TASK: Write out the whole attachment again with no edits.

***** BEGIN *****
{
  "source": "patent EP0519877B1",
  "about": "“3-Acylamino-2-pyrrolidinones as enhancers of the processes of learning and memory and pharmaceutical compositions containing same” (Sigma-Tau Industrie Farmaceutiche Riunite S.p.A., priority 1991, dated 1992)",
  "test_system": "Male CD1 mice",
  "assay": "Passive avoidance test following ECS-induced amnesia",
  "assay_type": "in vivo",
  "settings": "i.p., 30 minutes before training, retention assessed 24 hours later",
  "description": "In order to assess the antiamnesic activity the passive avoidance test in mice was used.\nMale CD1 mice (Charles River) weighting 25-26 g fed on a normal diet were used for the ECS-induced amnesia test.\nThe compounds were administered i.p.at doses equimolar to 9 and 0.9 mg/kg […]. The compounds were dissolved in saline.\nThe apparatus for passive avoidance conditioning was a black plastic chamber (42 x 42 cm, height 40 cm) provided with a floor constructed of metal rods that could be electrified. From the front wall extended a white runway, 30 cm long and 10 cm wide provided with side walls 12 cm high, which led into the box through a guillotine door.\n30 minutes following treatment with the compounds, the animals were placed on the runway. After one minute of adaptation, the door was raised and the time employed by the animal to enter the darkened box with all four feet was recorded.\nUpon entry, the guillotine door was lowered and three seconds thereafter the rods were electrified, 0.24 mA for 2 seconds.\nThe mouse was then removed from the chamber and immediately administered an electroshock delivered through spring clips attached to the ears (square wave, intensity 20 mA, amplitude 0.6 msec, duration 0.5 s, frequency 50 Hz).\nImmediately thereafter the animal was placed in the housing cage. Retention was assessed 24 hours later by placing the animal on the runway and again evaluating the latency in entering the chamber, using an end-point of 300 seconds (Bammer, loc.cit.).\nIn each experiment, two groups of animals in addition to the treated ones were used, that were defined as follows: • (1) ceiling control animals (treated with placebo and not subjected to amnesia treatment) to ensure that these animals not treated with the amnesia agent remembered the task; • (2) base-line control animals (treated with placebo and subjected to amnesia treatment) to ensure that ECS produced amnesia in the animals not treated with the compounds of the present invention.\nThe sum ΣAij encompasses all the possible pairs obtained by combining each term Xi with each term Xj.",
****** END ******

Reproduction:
{
  "source": "patent EP0519877B1",
  "about": "“3-Acylamino-2-pyrrolidinones as enhancers of the processes of learning and memory and pharmaceutical compositions containing same” (Sigma-Tau Industrie Farmaceutiche Riunite S.p.A., priority 1991, dated 1992)",
  "test_system": "Male CD1 mice",
  "assay": "Passive avoidance test following ECS-induced amnesia",
  "assay_type": "in vivo",
  "settings": "i.p., 30 minutes before training, retention assessed 24 hours later",
  "description": "In order to assess the antiamnesic activity the passive avoidance test in mice was used.\nMale CD1 mice (Charles River) weighting 25-26 g fed on a normal diet were used for the ECS-induced amnesia test.\nThe compounds were administered i.p.at doses equimolar to 9 and 0.9 mg/kg […]. The compounds were dissolved in saline.\nThe apparatus for passive avoidance conditioning was a black plastic chamber (42 x 42 cm, height 40 cm) provided with a floor constructed of metal rods that could be electrified. From the front wall extended a white runway, 30 cm long and 10 cm wide provided with side walls 12 cm high, which led into the box through a guillotine door.\n30 minutes following treatment with the compounds, the animals were placed on the runway. After one minute of adaptation, the door was raised and the time employed by the animal to enter the darkened box with all four feet was recorded.\nUpon entry, the guillotine door was lowered and three seconds thereafter the rods were electrified, 0.24 mA for 2 seconds.\nThe mouse was then removed from the chamber and immediately administered an electroshock delivered through spring clips attached to the ears (square wave, intensity 20 mA, amplitude 0.6 msec, duration 0.5 s, frequency 50 Hz).\nImmediately thereafter the animal was placed in the housing cage. Retention was assessed 24 hours later by placing the animal on the runway and again evaluating the latency in entering the chamber, using an end-point of 300 seconds (Bammer, loc.cit.).\nIn each experiment, two groups of animals in addition to the treated ones were used, that were defined as follows: • (1) ceiling control animals (treated with placebo and not subjected to amnesia treatment) to ensure that these animals not treated with the amnesia agent remembered the task; • (2) base-line control animals (treated with placebo and subjected to amnesia treatment) to ensure that ECS produced amnesia in the animals not treated with the compounds of the present invention.\nThe sum ΣAij encompasses all the possible pairs obtained by combining each term Xi with each term Xj.",